Author Leonard Greenspoon
Insomnia, Gallows & Rescuing the Jews
What do they share in common? They are all in a story about a beautiful woman named Esther.
Every year in the spring, Jews gather in synagogues to hear the biblical book of Esther chanted with a special melody. Each time the name of Haman, the story’s villain, is mentioned, the entire congregation stomps their feet and makes noise to blot out the very sound of this infamous individual.
All Jews, young and old, participate in this joyous holiday. Whether they are hearing the Megillah (as the “scroll” of Esther is known) for the first or hundredth time, there is great satisfaction in discovering, just before the book’s characters do, the fate that fittingly awaits Haman.
The tale contained in the book of Esther narrates the marriage of Esther, a Jew, to Ahasuerus, king of Persia. This monarch learns of Esther’s religion only after Haman plots to annihilate the Jews, including Esther and her guardian Mordecai, who (like Haman) serves the king. Among the numerous subplots is the personal hatred that Haman bears for Mordecai, whom he conspires to hang on “a gallows fifty cubits high” (Esth 5:9–14 NIV).
Those familiar with the account know that everything Haman plans against his enemies will ultimately be done to him. Midway through the story (Esth 6:1–11), the king, suffering from insomnia, has his officials read some official state documents to him. (Was he hoping that they would be so boring that he would immediately fall asleep?)
As it happens, the very passage they read told how Mordecai had saved the king from an assassination attempt (compare Esth 2:21–23). It just so happened that Haman was walking by at that very minute and so the king queried him: “What shall be done for the man whom the king wishes to honor?” (Esth 6:6 NIV). The biblical text notes that Haman presumptuously assumes it is he whom the king has in mind when he replies:
“For the man the king delights to honor, have them bring a royal robe the king has worn and a horse the king has ridden, one with a royal crest placed on its head. Then let the robe and horse be entrusted to one of the king’s most noble princes. Let them robe the man the king delights to honor, and lead him on the horse through the city streets, proclaiming before him, ‘This is what is done for the man the king delights to honor!’” (Esth 6:7–9 NIV).
Readers of this biblical book, of course, are already laughing as Haman goes into vivid detail to describe what he is sure is in store for him. “‘Go at once,’ the king commanded Haman. ‘Get the robe and the horse and do just as you have suggested for Mordecai the Jew, who sits at the king’s gate. Do not neglect anything you have recommended’ ” (Esth 6:10 NIV).
This reversal of fortune is not lost on at least one of the characters in the story itself. Zeresh, Haman’s wife, declares: “[If] Mordecai, before whom your downfall has started, is of Jewish origin, you cannot stand against him—you will surely come to ruin!” (Esth 6:12 NIV). This is the same Zeresh who only a little while earlier was urging Haman to construct the gallows for Mordecai. We are then not surprised, and even enjoy more than a moment of pleasure, when we learn that it was not Mordecai, but Haman himself, who was hanged on the gallows (Esth 7:9–10). Standing fifty cubits high (approximately 75 feet; the height of a six-story building), this would have constituted a very public execution of the once powerful villain—how the mighty have fallen!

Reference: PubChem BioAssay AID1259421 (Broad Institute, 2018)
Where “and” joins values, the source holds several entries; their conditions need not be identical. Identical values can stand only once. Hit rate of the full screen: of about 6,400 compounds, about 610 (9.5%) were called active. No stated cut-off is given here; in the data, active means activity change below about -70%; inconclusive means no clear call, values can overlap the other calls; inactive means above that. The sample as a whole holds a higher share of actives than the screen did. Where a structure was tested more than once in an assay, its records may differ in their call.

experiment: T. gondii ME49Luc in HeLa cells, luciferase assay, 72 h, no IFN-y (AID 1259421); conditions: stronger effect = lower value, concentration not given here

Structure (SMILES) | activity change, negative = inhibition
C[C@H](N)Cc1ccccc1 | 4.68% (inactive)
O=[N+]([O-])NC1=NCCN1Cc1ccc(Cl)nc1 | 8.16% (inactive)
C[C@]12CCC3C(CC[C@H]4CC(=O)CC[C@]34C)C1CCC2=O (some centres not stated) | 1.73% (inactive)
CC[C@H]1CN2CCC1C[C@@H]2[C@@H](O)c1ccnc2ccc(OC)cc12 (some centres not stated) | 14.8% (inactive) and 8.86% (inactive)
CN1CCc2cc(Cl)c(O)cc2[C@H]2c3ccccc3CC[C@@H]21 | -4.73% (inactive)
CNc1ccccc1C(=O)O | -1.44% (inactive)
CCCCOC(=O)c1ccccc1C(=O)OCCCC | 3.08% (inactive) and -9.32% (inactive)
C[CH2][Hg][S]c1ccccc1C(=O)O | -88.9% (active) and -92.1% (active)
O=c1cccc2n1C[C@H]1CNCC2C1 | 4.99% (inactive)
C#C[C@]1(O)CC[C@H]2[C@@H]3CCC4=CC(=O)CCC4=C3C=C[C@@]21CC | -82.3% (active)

But there is more. King Ahasuerus is portrayed as indifferent and indolent more than as treacherous and tyrannical. His previous wife Vashti was banished because she refused her husband’s demand that she dance before him and his carousing drinking buddies (Esth 1:10–12).
Thus it is supremely ironic that what actually brought Haman down was a misperception on the king’s part: after Esther reveals that she would be a victim of Haman’s plot, along with all the rest of her people, the king momentarily left the room. (To take in the just revealed fact that Esther was Jewish? To consider how to conceal from Esther how deeply he himself was implicated in the plot?) In a last-ditch attempt to beg for his life from Queen Esther, Haman as supplicant threw himself “on the couch where Esther was reclining”—which Ahasuerus took as an effort at sexual assault on the part of Haman (Esth 7:8).
In short, Haman was judged worthy of execution by the king for the one crime he didn’t commit. As for the Jews, they were saved. Mordecai was promoted, and, we suppose, Esther and Ahasuerus lived happily ever after.
Two thoughts immediately come to mind, and they can both aptly be applied to Haman and also to the more laudatory characters in the Book of Esther. First are the words of Hannah in 1 Samuel chapter 2 to: “The Lord makes poor and makes rich; he brings low, he also exalts” (NIV). Second, the familiar adage, undoubtedly based on the words and thoughts of the Book of Proverbs: “Man proposes, God disposes.” Such messages, serious ones to be sure, nonetheless can bring a knowing chuckle to those who fully comprehend that there is nothing capricious in such reversals of fortune.
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